Matching – The First Principle of Investing
One of the first things taught in an MBA finance course is the matching principle, which states the best way to minimize financial risk is to match the time period of an asset, for example, your portfolio, to the time period of a liability, such as your investment goal.
Consider the example of parents who are planning to fund a $20,000 wedding for their daughter, Jill, in 18 months’ time. The investment question becomes, “What is the best asset to match this known liability?” Although there are numerous options, we’ll explore three obvious choices: a savings account, an 18-month GIC or investing in a tech stock. In today’s market, the savings account yields nothing and the GIC yields 1.5%. Both have virtually non-existent payback risk, while the tech stock bounces like a yo-yo. In 18 months, the savings account will offer no investment return, the GIC will return $20,450 and the tech stock – who knows? That is the essence of investment risk.
If Jill’s parents rely on a long-term equity investment to fund known near-term liabilities, the risk is that when the liability comes due, the market may be in one of its down-draft periods and the asset may have to be sold prematurely to meet the liability. Investors who “had to” sell equity holdings at the 2009 market bottom to meet living expenses lost all opportunity to participate in the subsequent market recovery. Their short-term need was not matched with their long-term asset. The beauty of the matching principle is that it affords an investor the opportunity to collect the higher returns typically associated with longer-term investment.
What is financial risk? While some may say it is simply asset price volatility, under the matching principle, risk is not having what you expect when you need it. Jill’s parents experience effectively no risk if they buy an 18-month GIC to fund the wedding, and earn $450. They experience the risk of an opportunity loss of $450 if they put the money in the bank. The tech stock, with a payoff that may be years in the future, exposes the parents to the risk they will have a cash shortfall if the shares are down significantly over the 18-month period. The bigger the timing mismatch between assets and liabilities, the bigger the financial risk.
Now think of buying a house. Since a house is a long-term asset, the matching principle says it is appropriate to incur a long-term mortgage to fund the house. By locking-in a known payment stream, the house buyer can minimize the financial risk associated with short-term swings in interest rates for financing the long-term asset.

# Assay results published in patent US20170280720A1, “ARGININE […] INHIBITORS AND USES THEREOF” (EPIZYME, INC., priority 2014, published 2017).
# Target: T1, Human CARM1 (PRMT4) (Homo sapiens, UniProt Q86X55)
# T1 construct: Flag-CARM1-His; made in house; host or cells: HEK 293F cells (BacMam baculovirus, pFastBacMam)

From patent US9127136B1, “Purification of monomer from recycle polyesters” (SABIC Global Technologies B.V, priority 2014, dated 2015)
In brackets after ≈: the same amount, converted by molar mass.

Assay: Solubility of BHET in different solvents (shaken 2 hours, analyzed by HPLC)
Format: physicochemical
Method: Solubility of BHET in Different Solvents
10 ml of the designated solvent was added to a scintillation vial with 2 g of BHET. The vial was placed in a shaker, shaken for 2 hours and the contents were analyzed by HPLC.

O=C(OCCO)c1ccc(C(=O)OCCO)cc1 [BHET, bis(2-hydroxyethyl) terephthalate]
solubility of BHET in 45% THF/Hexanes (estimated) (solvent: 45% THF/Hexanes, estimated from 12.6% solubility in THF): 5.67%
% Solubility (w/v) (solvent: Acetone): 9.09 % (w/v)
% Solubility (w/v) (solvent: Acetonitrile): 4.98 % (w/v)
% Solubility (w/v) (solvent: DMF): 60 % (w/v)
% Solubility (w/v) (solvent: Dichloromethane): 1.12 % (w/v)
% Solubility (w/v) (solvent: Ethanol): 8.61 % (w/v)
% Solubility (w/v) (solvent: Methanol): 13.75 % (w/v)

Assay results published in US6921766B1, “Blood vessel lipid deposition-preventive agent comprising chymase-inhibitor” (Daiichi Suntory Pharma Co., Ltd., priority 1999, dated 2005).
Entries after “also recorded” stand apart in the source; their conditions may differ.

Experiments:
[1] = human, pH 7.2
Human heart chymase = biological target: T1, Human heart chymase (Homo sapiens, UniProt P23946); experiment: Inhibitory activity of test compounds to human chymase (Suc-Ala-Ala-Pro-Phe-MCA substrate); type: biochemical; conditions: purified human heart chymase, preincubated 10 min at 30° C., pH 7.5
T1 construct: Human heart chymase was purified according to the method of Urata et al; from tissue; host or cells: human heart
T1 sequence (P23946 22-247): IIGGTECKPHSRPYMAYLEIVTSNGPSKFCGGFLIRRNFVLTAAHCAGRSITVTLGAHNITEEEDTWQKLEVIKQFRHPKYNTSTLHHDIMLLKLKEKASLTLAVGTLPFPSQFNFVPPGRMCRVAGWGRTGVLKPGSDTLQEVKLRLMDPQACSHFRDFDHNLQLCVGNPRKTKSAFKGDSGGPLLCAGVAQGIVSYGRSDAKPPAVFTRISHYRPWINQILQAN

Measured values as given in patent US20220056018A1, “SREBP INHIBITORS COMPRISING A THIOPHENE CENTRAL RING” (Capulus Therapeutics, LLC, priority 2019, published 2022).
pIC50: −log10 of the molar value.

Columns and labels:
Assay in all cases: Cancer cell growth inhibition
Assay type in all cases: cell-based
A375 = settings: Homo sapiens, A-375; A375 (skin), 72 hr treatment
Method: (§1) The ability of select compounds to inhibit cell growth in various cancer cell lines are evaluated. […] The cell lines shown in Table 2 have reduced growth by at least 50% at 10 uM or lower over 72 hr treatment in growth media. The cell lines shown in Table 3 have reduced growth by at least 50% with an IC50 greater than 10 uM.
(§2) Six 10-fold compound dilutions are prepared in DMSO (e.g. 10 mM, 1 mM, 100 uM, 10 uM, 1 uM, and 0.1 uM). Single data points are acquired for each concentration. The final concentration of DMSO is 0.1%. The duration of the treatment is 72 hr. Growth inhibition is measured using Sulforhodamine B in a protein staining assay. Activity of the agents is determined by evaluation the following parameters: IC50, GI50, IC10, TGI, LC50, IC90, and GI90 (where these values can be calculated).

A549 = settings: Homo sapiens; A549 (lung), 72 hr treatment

For most investors, retirement is the primary investment objective, with a time horizon well beyond that of the wedding example above. In fact, most investors’ investment horizons are well beyond the typical 4-5 year market cycle. So what is the best way to fund that long-term retirement liability? With a long-term asset, such as a retirement portfolio, with a long-term payout structure able to match future cash needs.
At Leon Frazer, we believe the best portfolio to match a long-term investment need is one comprised primarily of dividend-growing equities. We believe this for three reasons. First, for longer-term investors, equities have traditionally provided the highest long-term returns, especially when compared to cash and traditional fixed income. Second, dividend-paying equities currently offer a cash return component higher than the yields available from longer-term bonds, while being more tax efficient. This cash can be used to meet any near-term spending requirements from the portfolio. Third, dividend-paying stocks are liquid and decline less during market downturns, so investors faced with spending needs are less affected by the traditional market cycle.
For decades, we at Leon Frazer have matched long-term liabilities for our clients. We do not believe a long-term portfolio is best constructed around holdings created through short-term trades. We continue to believe the best portfolio to meet a long-term need is one that holds long-term assets, like dividend-paying stocks, especially at the current interest rate levels. With a confidence built on decades of investment experience, we do not get flustered when markets turn volatile; in fact volatility affords us the opportunity to add to quality long-term assets at what ultimately turn out to be depressed prices.
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